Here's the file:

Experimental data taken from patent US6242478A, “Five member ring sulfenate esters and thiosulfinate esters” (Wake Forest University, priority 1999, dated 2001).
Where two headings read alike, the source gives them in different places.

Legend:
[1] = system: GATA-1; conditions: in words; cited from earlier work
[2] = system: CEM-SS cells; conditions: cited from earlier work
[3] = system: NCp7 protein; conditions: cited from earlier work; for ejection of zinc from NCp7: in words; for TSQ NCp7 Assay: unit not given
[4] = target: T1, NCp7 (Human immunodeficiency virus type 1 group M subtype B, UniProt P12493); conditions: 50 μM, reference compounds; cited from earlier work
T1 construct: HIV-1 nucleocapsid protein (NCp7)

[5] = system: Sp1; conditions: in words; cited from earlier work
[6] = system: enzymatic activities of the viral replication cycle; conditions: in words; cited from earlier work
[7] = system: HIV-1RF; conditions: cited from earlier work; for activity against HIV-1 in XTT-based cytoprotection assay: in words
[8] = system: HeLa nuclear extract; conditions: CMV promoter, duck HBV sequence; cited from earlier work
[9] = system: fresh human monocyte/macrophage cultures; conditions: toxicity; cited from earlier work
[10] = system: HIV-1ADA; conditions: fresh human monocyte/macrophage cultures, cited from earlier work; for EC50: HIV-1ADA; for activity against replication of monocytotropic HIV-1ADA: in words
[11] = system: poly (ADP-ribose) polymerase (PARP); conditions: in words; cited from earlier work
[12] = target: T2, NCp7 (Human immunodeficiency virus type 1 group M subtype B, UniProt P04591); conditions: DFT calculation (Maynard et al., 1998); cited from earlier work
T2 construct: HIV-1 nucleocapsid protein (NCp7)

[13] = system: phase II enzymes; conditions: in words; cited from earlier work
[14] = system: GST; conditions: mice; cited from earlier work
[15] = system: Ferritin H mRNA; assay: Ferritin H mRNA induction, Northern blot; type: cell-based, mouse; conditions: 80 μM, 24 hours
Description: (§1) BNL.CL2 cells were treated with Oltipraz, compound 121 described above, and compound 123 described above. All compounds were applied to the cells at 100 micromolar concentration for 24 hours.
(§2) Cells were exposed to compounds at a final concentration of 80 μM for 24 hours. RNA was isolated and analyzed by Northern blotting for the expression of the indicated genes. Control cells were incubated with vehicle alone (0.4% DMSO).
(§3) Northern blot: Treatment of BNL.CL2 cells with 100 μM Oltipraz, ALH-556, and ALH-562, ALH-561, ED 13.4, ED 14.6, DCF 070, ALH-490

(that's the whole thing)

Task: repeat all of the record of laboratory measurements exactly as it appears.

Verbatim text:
Experimental data taken from patent US6242478A, “Five member ring sulfenate esters and thiosulfinate esters” (Wake Forest University, priority 1999, dated 2001).
Where two headings read alike, the source gives them in different places.

Legend:
[1] = system: GATA-1; conditions: in words; cited from earlier work
[2] = system: CEM-SS cells; conditions: cited from earlier work
[3] = system: NCp7 protein; conditions: cited from earlier work; for ejection of zinc from NCp7: in words; for TSQ NCp7 Assay: unit not given
[4] = target: T1, NCp7 (Human immunodeficiency virus type 1 group M subtype B, UniProt P12493); conditions: 50 μM, reference compounds; cited from earlier work
T1 construct: HIV-1 nucleocapsid protein (NCp7)

[5] = system: Sp1; conditions: in words; cited from earlier work
[6] = system: enzymatic activities of the viral replication cycle; conditions: in words; cited from earlier work
[7] = system: HIV-1RF; conditions: cited from earlier work; for activity against HIV-1 in XTT-based cytoprotection assay: in words
[8] = system: HeLa nuclear extract; conditions: CMV promoter, duck HBV sequence; cited from earlier work
[9] = system: fresh human monocyte/macrophage cultures; conditions: toxicity; cited from earlier work
[10] = system: HIV-1ADA; conditions: fresh human monocyte/macrophage cultures, cited from earlier work; for EC50: HIV-1ADA; for activity against replication of monocytotropic HIV-1ADA: in words
[11] = system: poly (ADP-ribose) polymerase (PARP); conditions: in words; cited from earlier work
[12] = target: T2, NCp7 (Human immunodeficiency virus type 1 group M subtype B, UniProt P04591); conditions: DFT calculation (Maynard et al., 1998); cited from earlier work
T2 construct: HIV-1 nucleocapsid protein (NCp7)

[13] = system: phase II enzymes; conditions: in words; cited from earlier work
[14] = system: GST; conditions: mice; cited from earlier work
[15] = system: Ferritin H mRNA; assay: Ferritin H mRNA induction, Northern blot; type: cell-based, mouse; conditions: 80 μM, 24 hours
Description: (§1) BNL.CL2 cells were treated with Oltipraz, compound 121 described above, and compound 123 described above. All compounds were applied to the cells at 100 micromolar concentration for 24 hours.
(§2) Cells were exposed to compounds at a final concentration of 80 μM for 24 hours. RNA was isolated and analyzed by Northern blotting for the expression of the indicated genes. Control cells were incubated with vehicle alone (0.4% DMSO).
(§3) Northern blot: Treatment of BNL.CL2 cells with 100 μM Oltipraz, ALH-556, and ALH-562, ALH-561, ED 13.4, ED 14.6, DCF 070, ALH-490